When a child is born to unmarried parents, the mother is presumed to have full legal and physical custody. Until the father petitions for paternity, sole custody rests with the mother. As such, the father would not have the right to take the child until he is awarded custody.
When a child is born to married parents, the presumption is that both parents will equally share physical and legal custody. This presumption continues until the couple files for legal separation or divorce.
If a married couple separates but does not file for legal separation or divorce, both parents would still share physical and legal custody. Each parent would have just as much right to take the child as they did before the separation.
That said, you don’t have the right to take your child to another location in order to deny visitation to the other parent. This may be considered parental kidnapping, a serious offense that will hurt your prospects for custody when the issue goes to court.
The only exception would be for a parent who is acting in good faith to protect the child from witnessing domestic abuse or being a victim of abuse.
Get a Custody Agreement
In any case, it’s never a good idea to separate from your partner or spouse without a custody agreement. Even if you don’t want to seek a divorce or legal separation, you can hire an attorney and reach a custody agreement with your partner to ensure that each party respects the other parent’s parental rights.
A custody agreement is in the best interests of the child, too, as studies show that children benefit from a structured relationship with both parents, rather than unpredictably spending time with the visiting parent.
A Child’s Rights
The primary issue at stake in a custody dispute is the child’s rights and best interests. Legally, a child has the right to visit with both parents, communicate with both parents, and receive reasonable support. The goal of a custody order is to ensure that these rights are preserved, and that the solution maximizes the child’s best interests under the given circumstances.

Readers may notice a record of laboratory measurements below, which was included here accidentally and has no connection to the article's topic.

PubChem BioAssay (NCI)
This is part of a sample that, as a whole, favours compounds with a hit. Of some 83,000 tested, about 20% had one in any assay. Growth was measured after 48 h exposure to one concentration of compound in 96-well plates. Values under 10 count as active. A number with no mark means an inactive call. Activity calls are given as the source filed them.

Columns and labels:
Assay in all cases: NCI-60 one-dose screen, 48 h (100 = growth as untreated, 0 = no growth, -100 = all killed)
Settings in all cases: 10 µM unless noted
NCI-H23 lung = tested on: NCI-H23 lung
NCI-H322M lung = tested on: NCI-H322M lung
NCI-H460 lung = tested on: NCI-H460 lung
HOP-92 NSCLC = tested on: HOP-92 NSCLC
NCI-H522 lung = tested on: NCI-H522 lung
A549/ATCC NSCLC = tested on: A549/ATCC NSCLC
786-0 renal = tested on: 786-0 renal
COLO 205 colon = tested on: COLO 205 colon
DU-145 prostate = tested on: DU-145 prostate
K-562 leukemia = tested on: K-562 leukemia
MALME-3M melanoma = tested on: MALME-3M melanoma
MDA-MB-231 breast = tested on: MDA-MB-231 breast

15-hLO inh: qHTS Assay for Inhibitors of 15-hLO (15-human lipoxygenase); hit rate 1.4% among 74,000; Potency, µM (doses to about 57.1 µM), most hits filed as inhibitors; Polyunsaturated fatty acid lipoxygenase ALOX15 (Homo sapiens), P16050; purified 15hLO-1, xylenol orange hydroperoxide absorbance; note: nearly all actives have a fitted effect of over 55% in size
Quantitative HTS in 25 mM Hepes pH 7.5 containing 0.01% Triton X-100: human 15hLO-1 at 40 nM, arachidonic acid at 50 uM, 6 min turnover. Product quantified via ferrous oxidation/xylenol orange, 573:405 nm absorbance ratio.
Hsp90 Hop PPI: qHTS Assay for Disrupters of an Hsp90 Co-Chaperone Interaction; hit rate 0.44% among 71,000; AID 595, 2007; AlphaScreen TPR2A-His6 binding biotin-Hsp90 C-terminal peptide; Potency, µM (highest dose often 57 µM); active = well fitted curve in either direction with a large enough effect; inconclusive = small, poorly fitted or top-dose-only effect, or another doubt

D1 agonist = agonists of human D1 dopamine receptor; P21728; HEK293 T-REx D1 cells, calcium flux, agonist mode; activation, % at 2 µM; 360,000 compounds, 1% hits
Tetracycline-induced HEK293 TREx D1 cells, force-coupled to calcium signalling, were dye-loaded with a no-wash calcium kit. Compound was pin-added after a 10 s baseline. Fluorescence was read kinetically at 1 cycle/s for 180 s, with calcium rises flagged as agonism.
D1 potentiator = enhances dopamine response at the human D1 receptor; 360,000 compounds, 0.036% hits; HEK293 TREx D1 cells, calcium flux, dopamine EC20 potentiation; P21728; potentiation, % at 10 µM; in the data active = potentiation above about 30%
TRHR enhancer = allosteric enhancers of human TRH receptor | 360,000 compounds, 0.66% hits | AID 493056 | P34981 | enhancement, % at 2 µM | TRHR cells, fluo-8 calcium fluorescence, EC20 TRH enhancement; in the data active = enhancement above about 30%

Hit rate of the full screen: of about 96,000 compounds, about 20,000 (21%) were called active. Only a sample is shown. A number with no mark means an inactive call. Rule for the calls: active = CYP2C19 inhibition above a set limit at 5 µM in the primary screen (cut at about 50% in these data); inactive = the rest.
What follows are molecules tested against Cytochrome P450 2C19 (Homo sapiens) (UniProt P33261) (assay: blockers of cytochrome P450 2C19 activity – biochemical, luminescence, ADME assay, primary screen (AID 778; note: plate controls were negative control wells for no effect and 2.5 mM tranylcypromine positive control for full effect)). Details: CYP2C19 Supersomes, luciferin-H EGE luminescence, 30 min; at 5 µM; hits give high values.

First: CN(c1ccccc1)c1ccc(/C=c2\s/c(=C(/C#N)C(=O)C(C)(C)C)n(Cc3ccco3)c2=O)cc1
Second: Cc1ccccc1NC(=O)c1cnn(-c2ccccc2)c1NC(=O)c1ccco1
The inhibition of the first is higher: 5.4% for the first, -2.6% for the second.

In Arizona, parental rights can be boiled down to two topics—parenting time and legal decision-making. Parenting time (aka visitation) refers to a parent’s right to spend private time with the child and communicate with them.
Legal decision-making (aka legal custody) refers to a parent’s right to make important decisions concerning the child’s upbringing, such as their education, religion, and healthcare.
Parents also have an obligation to provide reasonable support to their child. When parents are separated or divorced, this usually takes the form of child support payments from the non-custodial parent.
Although child support is often determined in conjunction with a custody order, it’s important to keep in mind that it’s an entirely separate legal matter. A parent who fails to make child support payments is still entitled to parenting time and legal decision-making.
It’s common for both parents to share legal decision-making authority (a practice referred to as joint legal custody in other states). This doesn’t mean that the parents need to call each other over every little decision, but it certainly means that both parents should be part of the discussion for important issues.
If one of the parents isn’t interested in being a part of these important decisions, or if they’ve demonstrated that they’re unfit to make these decisions, the court can grant one parent sole legal decision-making authority.